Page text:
Unsurprisingly ‘meetings’ in all their various forms will be a feature of the claim for systemic schools. The plethora of demands on teachers requires management.
This topic is always on the agenda, but teacher work intensification is clearly the issue with the most currency in schools. Union members express concern about increasing demands generated by technology, assessment and reporting, parental and student expectations, changing curriculum, cocurricular activities, school events, accreditation and standards requirements, professional development and meeting demands among other issues.
The Union is seeking solutions to ameliorate this problem, such as encouragement of school based consultative committees, a provision to enable the development of agreed work practice/workload guidelines in schools, expanded support for those seeking accreditation at Proficient Teacher level and reinforcement of appropriate notice by schools of term dates, professional development and meetings.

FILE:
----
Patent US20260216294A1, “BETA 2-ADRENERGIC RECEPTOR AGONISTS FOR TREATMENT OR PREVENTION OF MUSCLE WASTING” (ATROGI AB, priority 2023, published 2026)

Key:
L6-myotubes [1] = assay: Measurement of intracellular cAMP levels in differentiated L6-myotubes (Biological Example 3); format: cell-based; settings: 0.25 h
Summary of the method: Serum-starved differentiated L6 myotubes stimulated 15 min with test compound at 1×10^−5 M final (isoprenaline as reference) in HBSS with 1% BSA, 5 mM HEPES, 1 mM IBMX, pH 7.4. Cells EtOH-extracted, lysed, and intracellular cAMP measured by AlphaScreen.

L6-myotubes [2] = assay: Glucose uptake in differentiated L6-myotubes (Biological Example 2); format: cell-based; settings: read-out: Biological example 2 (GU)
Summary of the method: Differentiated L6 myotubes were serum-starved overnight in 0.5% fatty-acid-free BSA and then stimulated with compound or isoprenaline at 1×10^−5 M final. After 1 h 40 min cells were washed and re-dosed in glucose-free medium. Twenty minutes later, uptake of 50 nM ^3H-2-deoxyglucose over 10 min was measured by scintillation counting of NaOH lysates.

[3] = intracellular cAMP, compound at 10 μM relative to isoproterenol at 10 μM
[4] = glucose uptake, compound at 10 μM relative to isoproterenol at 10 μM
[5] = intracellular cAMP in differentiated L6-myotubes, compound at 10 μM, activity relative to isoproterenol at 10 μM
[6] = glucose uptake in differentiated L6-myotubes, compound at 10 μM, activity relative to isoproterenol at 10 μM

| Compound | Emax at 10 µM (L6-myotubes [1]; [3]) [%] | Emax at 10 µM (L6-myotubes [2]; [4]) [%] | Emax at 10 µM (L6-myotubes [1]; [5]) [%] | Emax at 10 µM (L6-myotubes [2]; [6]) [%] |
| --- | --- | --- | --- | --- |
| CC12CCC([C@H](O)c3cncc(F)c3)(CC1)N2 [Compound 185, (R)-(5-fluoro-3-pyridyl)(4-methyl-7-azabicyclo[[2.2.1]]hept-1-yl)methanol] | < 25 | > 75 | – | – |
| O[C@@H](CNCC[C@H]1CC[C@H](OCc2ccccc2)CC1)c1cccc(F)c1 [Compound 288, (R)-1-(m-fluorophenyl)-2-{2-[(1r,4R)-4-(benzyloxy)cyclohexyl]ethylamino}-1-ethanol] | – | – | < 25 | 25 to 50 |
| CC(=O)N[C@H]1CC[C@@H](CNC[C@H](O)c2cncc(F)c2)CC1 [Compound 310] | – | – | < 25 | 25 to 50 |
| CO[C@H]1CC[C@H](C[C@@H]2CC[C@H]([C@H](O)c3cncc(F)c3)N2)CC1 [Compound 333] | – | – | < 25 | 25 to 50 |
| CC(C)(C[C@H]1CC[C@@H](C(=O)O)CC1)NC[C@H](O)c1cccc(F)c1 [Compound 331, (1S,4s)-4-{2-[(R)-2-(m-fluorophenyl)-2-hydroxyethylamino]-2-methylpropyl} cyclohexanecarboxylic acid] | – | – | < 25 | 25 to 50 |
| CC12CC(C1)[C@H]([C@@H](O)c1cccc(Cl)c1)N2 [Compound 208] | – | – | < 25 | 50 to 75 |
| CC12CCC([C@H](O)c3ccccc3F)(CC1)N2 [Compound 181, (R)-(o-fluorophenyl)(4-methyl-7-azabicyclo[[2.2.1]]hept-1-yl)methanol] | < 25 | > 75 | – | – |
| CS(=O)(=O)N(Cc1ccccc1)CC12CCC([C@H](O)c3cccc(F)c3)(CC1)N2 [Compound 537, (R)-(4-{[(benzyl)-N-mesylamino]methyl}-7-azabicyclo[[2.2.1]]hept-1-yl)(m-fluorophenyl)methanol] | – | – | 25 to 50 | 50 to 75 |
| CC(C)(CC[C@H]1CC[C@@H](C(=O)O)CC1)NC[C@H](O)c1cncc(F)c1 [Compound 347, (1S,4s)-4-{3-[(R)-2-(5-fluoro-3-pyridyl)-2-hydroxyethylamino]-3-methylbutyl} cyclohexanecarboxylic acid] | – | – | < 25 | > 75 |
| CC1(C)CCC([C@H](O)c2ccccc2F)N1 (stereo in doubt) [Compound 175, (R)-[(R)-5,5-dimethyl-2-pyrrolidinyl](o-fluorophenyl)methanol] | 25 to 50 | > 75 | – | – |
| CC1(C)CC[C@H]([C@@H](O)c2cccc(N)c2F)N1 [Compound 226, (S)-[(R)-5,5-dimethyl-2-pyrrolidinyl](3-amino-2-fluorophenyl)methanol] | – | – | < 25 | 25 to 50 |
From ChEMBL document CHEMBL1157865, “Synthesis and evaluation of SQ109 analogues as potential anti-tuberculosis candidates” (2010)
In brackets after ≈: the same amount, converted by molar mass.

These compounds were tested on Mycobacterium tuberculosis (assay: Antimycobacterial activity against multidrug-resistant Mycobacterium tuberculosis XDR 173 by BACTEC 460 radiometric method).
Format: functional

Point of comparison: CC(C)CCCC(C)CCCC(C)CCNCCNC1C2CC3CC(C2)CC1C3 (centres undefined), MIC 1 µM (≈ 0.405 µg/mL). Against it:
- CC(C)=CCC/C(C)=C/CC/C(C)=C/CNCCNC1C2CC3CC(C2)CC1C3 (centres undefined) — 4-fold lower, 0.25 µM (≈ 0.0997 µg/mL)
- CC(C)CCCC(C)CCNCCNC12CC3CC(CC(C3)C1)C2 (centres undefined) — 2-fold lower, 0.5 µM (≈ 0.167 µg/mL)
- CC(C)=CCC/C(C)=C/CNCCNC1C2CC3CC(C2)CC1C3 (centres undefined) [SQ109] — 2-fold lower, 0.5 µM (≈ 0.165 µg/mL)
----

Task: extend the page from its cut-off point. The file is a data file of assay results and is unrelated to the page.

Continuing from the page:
From a union perspective in systemic schools this ‘management’ emanates from the Enterprise Agreement and Work Practice Agreements. A feature of the independent schools claim in NSW will be consultative committees to progress matters determined by members to be a priority in their schools.
The evolution of work will be reflected in the systemic claim. The quantity of teacher time now devoted to the collection, analysis and recording of data is considerable. The role of paraprofessionals in this process must be expanded. Patrick Roach, Deputy General Secretary of NASUWT, the UK’s biggest teacher union, who recently attended the IEUA National Executive Forum commented, “Globally, data generation and analysis is being used to strip teachers of their professionalism”.